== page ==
Two summers ago I worked as a camp counselor at a science camp where the majority of my coworkers were male. This could potentially be because of the stereotype that science is a male dominated subject in our society, even though women now are becoming involved in science in increasing numbers. I worked with four men, my boss, Justin, and three teenage coworkers, Michael, Hans, and Jesse. There was one other girl, Annika, and we bonded immediately over being in the minority, even though she was six years older than me. Hans, Jesse, Michael, and I were all close in age, so I spent the majority of the time with them. At first it was strange to be one of the only girls, especially since a lot of the campers were also male.
When I first started at the camp, I didn’t know much about the equipment I had to use or the projects the kids had to do. The guys had to show me how to do almost everything, and would sometimes make fun of me, even though it was all in good fun. One interesting thing I noticed was that anytime a kid had a problem, like homesickness, feeling sick, or upset with another kid, they would either come straight to me or Annika, or one of the guys would send them to talk to one of us. Annika and I decided it was probably because we were girls that the guys assumed that we would better know how to deal with emotional problems and help calm the kids down.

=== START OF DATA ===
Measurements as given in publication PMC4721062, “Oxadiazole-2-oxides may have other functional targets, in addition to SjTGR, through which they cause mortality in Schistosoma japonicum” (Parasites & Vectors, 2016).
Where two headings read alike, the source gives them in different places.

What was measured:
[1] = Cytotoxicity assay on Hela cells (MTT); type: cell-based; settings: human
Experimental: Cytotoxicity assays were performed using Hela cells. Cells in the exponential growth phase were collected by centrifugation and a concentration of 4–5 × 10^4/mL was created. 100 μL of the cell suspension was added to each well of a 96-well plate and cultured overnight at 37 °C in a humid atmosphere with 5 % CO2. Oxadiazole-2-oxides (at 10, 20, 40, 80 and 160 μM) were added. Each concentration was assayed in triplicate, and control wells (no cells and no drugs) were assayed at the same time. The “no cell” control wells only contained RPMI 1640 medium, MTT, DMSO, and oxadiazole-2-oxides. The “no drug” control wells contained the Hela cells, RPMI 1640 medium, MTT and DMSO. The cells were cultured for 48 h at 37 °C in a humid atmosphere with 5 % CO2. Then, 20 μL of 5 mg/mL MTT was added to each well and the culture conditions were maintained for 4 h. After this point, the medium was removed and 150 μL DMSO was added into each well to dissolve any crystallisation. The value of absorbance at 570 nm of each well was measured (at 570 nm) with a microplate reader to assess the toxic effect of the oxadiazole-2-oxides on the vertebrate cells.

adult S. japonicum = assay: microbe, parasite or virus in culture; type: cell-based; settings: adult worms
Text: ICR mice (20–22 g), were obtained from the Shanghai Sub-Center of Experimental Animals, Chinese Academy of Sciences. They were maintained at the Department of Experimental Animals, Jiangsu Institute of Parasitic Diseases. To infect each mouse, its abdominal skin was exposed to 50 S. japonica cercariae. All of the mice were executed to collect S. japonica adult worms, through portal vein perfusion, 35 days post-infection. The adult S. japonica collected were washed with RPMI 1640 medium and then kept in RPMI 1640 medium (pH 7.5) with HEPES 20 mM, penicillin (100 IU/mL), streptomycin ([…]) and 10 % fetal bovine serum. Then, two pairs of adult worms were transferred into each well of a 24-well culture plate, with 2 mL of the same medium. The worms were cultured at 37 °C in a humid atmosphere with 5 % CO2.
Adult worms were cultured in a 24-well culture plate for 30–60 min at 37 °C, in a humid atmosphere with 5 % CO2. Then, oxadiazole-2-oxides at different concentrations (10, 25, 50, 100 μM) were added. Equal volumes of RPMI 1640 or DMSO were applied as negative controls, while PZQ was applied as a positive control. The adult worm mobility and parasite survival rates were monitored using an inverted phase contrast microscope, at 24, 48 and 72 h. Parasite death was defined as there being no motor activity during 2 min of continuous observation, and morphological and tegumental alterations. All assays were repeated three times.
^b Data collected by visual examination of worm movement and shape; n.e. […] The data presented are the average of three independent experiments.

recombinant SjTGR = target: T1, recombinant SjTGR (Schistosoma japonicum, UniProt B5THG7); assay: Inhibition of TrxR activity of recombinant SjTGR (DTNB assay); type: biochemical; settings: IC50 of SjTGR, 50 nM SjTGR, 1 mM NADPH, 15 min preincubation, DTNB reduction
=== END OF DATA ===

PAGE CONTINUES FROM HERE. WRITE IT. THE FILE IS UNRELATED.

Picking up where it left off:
Because it was my first year at the camp, I earned almost a dollar less an hour than everybody else. Experience played a role in determining wages at my camp, but gender did not seem to have an impact, as Annika earned as much as Michael, Hans, and Jesse. I faced no discrimination because of my gender, but I defiantly saw differences between Annika and I, as the only female counselors, and Michael, Justin, Jesse, and Hans. Overall, my job at the camp was a lot of fun, and I learned a lot about power tools and science, two male-dominated areas of interest.